Why Jordan Spieth says his golf struggles are a whole lot like yours
Jordan Spieth, entering the final round of this week’s Genesis Invitational, was tied for sixth after shooting rounds of 68, 68 and 73. It follows a tie for third and rounds of 65, 67, 71 and 70 at last week’s AT&T Pebble Beach Pro-AM, and a tie for fourth and rounds of 67, 67, 61 and 72 at the Waste Management Phoenix Open two weeks ago.
All of which follows a well-documented rise — three major championships, 10 other career wins, world No. 1. And an equally well-documented fall — no wins since 2017, a drop down the world rankings, various swing changes.
Good and bad. And teases of good again. You, everyday golfer, know how Spieth feels. And Spieth said he knows how you, everyday golfer, feel, too.
“It’s kind of the first time in my life where I’ve had a significant dip in success,” Spieth said this week. “It had kind of been a nice uptick every single year. So just kind of learning how to deal with that and doing it — and having to do it in such a public way was very difficult — can sometimes present even more challenges. But at the same time, the idea is to get to the bottom of it, turn it around, make progress each day and recognize that’s the past and I can use it as having some scar tissue and use it to my advantage going forward.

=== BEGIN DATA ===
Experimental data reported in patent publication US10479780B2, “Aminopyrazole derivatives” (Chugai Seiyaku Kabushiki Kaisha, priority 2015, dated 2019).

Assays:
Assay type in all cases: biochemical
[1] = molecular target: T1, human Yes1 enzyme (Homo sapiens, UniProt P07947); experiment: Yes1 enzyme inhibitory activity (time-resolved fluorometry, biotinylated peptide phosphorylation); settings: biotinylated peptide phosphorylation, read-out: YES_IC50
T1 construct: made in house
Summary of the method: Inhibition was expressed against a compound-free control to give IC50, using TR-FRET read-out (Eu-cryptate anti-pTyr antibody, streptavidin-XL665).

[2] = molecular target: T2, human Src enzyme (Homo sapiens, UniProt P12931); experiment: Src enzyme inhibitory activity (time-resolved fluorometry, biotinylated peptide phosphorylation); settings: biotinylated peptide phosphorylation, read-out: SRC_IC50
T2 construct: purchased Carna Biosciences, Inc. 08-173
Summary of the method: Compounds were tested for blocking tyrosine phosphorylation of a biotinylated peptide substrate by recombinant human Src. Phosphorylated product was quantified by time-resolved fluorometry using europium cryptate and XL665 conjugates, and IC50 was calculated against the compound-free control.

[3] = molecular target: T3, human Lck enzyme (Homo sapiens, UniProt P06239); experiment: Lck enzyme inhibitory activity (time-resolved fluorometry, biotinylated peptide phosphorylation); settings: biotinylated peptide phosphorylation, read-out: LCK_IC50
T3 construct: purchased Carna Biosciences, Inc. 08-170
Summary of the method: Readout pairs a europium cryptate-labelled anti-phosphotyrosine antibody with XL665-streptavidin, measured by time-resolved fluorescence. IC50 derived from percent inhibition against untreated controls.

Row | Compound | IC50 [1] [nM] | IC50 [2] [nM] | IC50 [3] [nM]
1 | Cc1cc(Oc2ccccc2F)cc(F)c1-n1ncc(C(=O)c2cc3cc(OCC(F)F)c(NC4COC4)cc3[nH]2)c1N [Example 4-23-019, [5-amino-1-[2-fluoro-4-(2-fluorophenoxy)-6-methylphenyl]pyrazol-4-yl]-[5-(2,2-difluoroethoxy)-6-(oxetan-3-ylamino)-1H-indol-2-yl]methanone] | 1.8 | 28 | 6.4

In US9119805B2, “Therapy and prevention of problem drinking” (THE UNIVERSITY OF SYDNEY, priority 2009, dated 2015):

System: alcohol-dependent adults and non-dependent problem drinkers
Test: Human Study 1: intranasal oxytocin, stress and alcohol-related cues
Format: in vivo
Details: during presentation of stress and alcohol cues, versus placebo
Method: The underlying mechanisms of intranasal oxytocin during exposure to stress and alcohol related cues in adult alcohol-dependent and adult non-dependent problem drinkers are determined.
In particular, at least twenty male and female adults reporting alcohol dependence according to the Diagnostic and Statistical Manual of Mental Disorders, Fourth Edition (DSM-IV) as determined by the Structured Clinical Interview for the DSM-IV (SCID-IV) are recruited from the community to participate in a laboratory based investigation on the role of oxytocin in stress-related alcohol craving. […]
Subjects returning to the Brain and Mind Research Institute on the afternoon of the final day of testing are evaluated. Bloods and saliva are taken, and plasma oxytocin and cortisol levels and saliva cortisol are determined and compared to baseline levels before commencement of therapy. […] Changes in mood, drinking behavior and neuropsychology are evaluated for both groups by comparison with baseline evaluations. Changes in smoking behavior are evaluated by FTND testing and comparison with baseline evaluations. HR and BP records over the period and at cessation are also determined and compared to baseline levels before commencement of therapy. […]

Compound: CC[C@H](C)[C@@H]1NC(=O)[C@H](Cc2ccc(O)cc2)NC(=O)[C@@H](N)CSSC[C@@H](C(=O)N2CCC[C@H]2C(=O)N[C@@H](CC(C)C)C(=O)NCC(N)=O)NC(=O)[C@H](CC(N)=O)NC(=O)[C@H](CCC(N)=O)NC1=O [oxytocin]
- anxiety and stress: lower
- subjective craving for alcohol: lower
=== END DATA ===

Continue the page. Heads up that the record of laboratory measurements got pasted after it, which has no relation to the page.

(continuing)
“But ultimately I’m just in the same search that everybody else is that steps on the first tee, which is feeling really in control of the golf ball and shooting low scores. Everybody’s search for that is a different path, and I’m living mine right now.”
It’s also a search, he says, that keeps him coming back for more. Spieth’s hit that one shot. Now he’d like to hit it every hole. Every time out. Sound familiar again, everyday golfer? Why else are you teeing it up day after day, taking lessons and buying clubs? That one round could be tomorrow.
“I feel some moments where I kind of hit the shot and I have that kind of step of confidence that I just, it’s kind of been missing,” Spieth said. “I’m gaining — I think I can use the word momentum into just gaining confidence — gaining confidence in what I’m working on.
“And that kind of belief has me going to bed at night wanting to go to work tomorrow and wanting to go out there and trust what I’m doing. Whether we pull it off or not, just to make progress. It gets me really excited about playing golf and for me that makes me happy. I mean, it’s nice to be going to bed wanting to do what you love to do and you get to go do it. Can’t take that for granted and I’m glad to be on this side of it right now.”